Companies are not taking data protection seriously

A survey carried out by Compuware in co-operation with the National Initiative for Internet Security (NIFIS) revealed that 64 percent of IT decision makers use real client data for application tests thereby taking risks of having to pay fines or being punished otherwise according to the provisions of the Federal Data Protection Act (BDSG). This law prohibits companies from using real data for purposes other than those for which they had been collected in the first place. The survey was carried out among more than 100 German IT executives.

36 percent of IT executives said that they were not comprehensively familiar with this law. Therefore no wonder that a majority of those interviewed are running risks of violating the BDSG by using real client data for application tests without paying any attention to data protection laws.

Gerald Pfeiffer, Manager Solutions Delivery with Compuware warns: “If companies do not have appropriate protective procedures in place, they risk customer data to get into the hands of third parties in an unnoticed manner. Test environments are by nature insecure places for the processing of real customer data, also because print-outs and test sheets are left unattended next to computers during tests. If customer data filtrate to the outside world, companies are bound to fines. The possible damage to their image, however, may even be worse.”

Another reason for data protection becoming an ever more important topic is the fact that many companies have outsourced corresponding services to external service providers. Thus, it cannot be ruled out that employees of outsourcing companies pass on confidential data. However, 53 percent of those surveyed say that when placing orders for software testing with external partners they sign so-called non disclosure agreements.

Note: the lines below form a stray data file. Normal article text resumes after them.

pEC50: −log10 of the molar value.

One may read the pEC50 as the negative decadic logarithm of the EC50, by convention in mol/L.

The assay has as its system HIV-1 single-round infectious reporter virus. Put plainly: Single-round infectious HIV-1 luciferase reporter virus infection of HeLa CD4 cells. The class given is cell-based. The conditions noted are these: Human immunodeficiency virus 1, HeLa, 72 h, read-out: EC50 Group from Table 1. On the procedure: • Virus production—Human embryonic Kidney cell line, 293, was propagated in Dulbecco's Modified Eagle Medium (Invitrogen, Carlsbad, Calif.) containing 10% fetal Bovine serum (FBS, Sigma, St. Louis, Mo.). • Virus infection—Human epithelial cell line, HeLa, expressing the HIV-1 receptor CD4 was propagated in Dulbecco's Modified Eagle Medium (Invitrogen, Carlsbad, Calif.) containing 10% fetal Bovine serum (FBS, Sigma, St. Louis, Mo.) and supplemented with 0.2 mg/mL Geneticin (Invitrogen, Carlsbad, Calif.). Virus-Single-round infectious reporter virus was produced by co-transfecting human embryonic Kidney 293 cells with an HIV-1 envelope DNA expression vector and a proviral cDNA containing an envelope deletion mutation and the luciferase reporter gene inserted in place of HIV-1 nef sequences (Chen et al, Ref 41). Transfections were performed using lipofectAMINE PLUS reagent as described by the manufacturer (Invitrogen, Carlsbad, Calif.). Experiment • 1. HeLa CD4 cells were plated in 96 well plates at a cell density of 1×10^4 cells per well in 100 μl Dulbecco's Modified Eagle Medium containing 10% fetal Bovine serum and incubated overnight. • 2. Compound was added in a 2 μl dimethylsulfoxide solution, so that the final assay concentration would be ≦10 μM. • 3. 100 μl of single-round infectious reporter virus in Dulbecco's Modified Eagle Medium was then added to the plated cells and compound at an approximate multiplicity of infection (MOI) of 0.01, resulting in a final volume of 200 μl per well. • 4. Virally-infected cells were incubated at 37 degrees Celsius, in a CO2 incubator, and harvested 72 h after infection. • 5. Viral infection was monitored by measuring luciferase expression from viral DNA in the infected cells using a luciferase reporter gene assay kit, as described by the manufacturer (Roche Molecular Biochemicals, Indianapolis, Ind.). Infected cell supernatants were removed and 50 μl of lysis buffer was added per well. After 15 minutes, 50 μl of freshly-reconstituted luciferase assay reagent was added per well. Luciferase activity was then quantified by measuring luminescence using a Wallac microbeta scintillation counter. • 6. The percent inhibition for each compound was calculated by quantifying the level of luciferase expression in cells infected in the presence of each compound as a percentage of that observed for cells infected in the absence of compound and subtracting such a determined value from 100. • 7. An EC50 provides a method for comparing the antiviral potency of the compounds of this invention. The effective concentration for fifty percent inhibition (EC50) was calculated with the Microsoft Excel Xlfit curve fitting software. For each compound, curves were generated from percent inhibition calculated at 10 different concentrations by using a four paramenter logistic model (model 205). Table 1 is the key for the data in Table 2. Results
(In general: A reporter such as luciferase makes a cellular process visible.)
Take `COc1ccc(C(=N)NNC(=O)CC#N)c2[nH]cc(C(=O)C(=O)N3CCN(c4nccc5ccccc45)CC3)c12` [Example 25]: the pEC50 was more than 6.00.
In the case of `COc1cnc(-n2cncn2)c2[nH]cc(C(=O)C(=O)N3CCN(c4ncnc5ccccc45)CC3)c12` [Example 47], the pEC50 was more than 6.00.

“In order to fully observe data protection rules a gradual approach is necessary. During the test phase no real data, but special test data are to be used. Only when the quality of the software tested is ensured and tested, trials using real data are allowed, if the provisions of the Federal Data Protection Act are adhered to at the same time”, says Dr. Thomas Lapp, managing director of NIFIS e.V.

An approach suggesting itself would be not to use customer data at all for test purposes, but this is not that easy. Unless companies can make use of extensive data pools, which enable them to test an application thoroughly under “real conditions”, the probability of software flaws during future “real life operation” is very high. For that reason companies have to decide between either to create time and money consuming test data pools which are suitable for the purpose of the application to be engineered or to de-sensibilize data which may, however, lead to some data fields not being valid. As a consequence the application test would be incomplete.

One possibility of solving this problem would be to transform data into an anonymous form. By replacing known values such as addresses with other values customer data can be made anonymous so that the person in question cannot be traced any more, but can still be processed by the computer network in the entire company. Thus, important data fields such as postal code can be kept in place. This whole process can be automated in order to rule out human error. GERMAN